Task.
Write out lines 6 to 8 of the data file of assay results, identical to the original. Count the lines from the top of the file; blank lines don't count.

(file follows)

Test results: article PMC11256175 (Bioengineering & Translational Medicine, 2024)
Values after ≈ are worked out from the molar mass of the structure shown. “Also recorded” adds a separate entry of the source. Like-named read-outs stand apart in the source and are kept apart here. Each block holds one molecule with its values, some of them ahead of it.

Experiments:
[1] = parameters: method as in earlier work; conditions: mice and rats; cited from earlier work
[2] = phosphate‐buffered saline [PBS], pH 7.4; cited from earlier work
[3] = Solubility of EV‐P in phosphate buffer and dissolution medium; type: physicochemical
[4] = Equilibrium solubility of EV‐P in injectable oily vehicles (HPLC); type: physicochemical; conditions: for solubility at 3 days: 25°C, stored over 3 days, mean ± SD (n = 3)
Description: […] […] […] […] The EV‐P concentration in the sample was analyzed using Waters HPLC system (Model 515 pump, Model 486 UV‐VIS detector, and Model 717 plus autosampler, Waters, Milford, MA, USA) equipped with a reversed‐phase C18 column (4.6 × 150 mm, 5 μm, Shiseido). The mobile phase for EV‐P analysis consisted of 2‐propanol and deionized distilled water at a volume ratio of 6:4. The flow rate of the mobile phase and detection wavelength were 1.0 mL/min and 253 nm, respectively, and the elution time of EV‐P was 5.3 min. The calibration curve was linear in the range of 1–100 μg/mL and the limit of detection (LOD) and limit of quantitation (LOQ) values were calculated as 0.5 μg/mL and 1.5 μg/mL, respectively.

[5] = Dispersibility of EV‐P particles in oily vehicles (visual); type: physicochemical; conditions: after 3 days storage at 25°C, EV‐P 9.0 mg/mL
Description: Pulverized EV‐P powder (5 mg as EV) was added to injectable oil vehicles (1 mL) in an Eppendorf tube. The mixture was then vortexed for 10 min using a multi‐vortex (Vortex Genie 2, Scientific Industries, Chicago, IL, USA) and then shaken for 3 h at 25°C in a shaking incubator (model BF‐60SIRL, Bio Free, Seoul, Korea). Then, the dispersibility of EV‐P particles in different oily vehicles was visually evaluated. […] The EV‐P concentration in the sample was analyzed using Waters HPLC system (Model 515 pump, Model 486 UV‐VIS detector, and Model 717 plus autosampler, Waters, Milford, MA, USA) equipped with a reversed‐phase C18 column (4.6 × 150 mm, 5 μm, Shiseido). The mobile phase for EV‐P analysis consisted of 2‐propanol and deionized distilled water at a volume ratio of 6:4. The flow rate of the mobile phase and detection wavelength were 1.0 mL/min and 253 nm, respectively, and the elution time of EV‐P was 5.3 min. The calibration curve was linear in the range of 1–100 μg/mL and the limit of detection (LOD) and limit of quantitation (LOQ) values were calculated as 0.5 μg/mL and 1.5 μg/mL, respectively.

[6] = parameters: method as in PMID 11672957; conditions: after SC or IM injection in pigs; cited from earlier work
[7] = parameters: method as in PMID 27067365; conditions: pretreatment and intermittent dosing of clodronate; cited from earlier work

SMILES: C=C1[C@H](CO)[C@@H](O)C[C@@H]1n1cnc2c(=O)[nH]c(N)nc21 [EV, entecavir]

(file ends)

[3] = Solubility of EV‐P in phosphate buffer and dissolution medium; type: physicochemical
[4] = Equilibrium solubility of EV‐P in injectable oily vehicles (HPLC); type: physicochemical; conditions: for solubility at 3 days: 25°C, stored over 3 days, mean ± SD (n = 3)
Description: […] […] […] […] The EV‐P concentration in the sample was analyzed using Waters HPLC system (Model 515 pump, Model 486 UV‐VIS detector, and Model 717 plus autosampler, Waters, Milford, MA, USA) equipped with a reversed‐phase C18 column (4.6 × 150 mm, 5 μm, Shiseido). The mobile phase for EV‐P analysis consisted of 2‐propanol and deionized distilled water at a volume ratio of 6:4. The flow rate of the mobile phase and detection wavelength were 1.0 mL/min and 253 nm, respectively, and the elution time of EV‐P was 5.3 min. The calibration curve was linear in the range of 1–100 μg/mL and the limit of detection (LOD) and limit of quantitation (LOQ) values were calculated as 0.5 μg/mL and 1.5 μg/mL, respectively.